6 Tips for navigating the challenges of remission

20 Aug 2021

From One Patient to Another

Your doctors probably haven't said it, but if you have met any cancer survivors, you will know that the battle does not always end when they tell you that your treatment is over. There are physical and mental challenges ahead, and navigating ‘the new normal’ that is remission, is not always easy. The expectation that we have on ourselves or that others may put on us, to ‘just get better’ is often unrealistic and harmful. We have offered some advice on how to be kind to yourself and navigate this often difficult time. 

1. You are different now, and that is okay. 
It is hard to accept change, especially when it is you that has changed. You are different now. It may be harder to empathise with other's struggles the minutia of their simple lives may come off as tone-deaf to you. You may be angry, at others or just the world for what you have had to endure. You may find your gratitude for the everyday begin to fade and you may not like the person you feel you have become. It is easy to wish you were more naïve to life but you are wiser now and you have learnt that struggle is relative. Yours may have been harder than most but you are not ignorant to pain and you should use that as your strength. It is hard to not feel defined by cancer, even after treatment, but strive to become the new you that you now want to become.   

2. Your Mental health doesn’t go away just because cancer does.  
When we are in treatment, our brain often goes into fight or flight, we are in a storm of prognosis and pain, and we don’t have time to register what has happened to us fully. Many cancer survivors find that remission is more of a mental struggle than treatment. Often loved ones don’t know this is the time you most need support, and you may feel there is an expectation to pick up and continue the life you had before cancer. It can often feel like no one cares, but remember, people are reactive – not proactive.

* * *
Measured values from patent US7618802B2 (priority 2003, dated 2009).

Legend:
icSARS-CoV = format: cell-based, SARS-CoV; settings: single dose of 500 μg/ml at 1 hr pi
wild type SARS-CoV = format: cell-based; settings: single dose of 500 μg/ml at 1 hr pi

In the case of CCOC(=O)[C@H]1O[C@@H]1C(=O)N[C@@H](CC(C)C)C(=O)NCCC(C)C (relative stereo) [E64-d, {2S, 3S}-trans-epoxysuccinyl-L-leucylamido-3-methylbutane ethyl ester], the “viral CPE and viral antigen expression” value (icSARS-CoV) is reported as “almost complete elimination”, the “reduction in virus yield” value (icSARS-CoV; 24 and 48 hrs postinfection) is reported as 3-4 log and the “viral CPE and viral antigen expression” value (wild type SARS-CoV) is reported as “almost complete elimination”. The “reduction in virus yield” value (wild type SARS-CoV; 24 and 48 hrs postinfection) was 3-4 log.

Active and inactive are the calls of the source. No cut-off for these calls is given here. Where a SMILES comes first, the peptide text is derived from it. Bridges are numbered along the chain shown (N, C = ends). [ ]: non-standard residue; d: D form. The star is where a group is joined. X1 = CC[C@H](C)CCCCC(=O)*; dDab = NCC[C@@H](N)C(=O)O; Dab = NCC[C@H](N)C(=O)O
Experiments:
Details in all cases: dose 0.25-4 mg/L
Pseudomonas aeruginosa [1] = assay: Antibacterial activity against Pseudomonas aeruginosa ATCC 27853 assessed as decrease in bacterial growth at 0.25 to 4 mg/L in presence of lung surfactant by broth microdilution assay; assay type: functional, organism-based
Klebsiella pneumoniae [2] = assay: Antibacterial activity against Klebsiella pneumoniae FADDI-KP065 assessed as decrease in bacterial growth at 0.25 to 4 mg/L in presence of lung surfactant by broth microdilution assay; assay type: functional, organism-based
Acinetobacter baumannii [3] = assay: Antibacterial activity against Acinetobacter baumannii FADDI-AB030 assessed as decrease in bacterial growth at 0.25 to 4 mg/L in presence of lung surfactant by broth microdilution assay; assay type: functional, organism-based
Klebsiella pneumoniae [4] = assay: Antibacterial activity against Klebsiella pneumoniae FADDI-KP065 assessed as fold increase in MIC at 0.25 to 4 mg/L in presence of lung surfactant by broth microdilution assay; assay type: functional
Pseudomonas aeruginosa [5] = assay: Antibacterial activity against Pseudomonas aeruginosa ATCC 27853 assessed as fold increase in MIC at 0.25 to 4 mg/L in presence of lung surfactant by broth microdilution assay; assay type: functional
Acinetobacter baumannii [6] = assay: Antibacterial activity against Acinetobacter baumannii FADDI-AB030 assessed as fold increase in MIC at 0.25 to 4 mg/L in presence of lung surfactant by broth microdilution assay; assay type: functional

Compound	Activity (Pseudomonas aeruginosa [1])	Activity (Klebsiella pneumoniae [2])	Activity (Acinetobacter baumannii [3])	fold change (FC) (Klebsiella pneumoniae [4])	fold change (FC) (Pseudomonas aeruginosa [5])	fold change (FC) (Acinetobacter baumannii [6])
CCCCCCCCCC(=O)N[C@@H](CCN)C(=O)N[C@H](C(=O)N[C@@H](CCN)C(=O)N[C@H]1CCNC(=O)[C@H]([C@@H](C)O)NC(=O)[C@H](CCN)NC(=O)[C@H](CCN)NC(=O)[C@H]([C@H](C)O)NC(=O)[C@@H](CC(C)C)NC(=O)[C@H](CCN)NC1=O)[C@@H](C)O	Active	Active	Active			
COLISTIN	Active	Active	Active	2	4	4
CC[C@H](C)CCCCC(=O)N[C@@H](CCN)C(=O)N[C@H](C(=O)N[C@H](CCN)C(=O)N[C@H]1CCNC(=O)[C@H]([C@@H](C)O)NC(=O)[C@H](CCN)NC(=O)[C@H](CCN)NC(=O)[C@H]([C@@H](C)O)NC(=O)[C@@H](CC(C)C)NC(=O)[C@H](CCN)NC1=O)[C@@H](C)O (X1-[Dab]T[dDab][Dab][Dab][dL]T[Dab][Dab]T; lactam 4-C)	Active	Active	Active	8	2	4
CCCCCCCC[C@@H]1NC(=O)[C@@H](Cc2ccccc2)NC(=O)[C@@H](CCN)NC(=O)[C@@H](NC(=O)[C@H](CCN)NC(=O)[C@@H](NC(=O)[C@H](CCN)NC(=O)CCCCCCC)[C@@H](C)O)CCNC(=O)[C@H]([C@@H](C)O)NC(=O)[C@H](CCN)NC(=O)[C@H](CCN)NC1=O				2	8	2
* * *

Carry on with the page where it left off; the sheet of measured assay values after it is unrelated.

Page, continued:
3. Don’t be afraid to seek support. 
Many survivors have PTSD (link information of PTSD due to cancer*) from their treatment and may gain chronic fatigue, depression, anxiety, and many other mental health struggles as a result. You have been through more than most people will ever go through and if there is ever a time to seek counselling or support in understanding all that has taken place, now is the time to help you compartmentalize your struggle. If you are finding that your loved ones aren’t able to understand how you think or feel, cancer support groups often provide an understanding platform for people who have been through the same thing.  

For support,  join Pink Hope National Support Group or reach out to Lifeline

4. Remission is a marathon, not a sprint.

Getting back to your schedule cannot and should not be rushed. Take things slowly; do not expect your mind or your body to be ready because you say it should be. Be patient and try not to compare your race to that of others, and even other survivors – treatments differ, people’s bodies are different, people's trauma varies. Try to be as honest with your work about where you think you may be physically and mentally after treatment to set realistic expectations for yourself and others.  

5. Try to exercise but take it at your own pace. 
Physical activity is a constant reminder of what you were once capable of but don’t let that hinder your potential for progress. You may no longer be able to do things physically that you once could and that is a hard pill to swallow but it is still important for your health to do what you can. Get a walking buddy, a specialised PT, join a class or a gym – try your best.   

6. Your body has changed; it has been put through the wringer, and it's doing its best. 
You may find that you have new stretch marks and scars, your body may look a different size or scale, and you may even have lost a part of your body that you now realise how much you truly loved. Some of these things may improve or fade over time, but they are the rubble that stands as a reminder that it truly happened. It is hard accepting these things, and it is often hard to appreciate your body as a result. Try to remember that this body was poked, prodded, battered, and bruised and still made it out the other side. Know that beauty is most evident in how you wear your scars and bruises and be proud of the new unique you.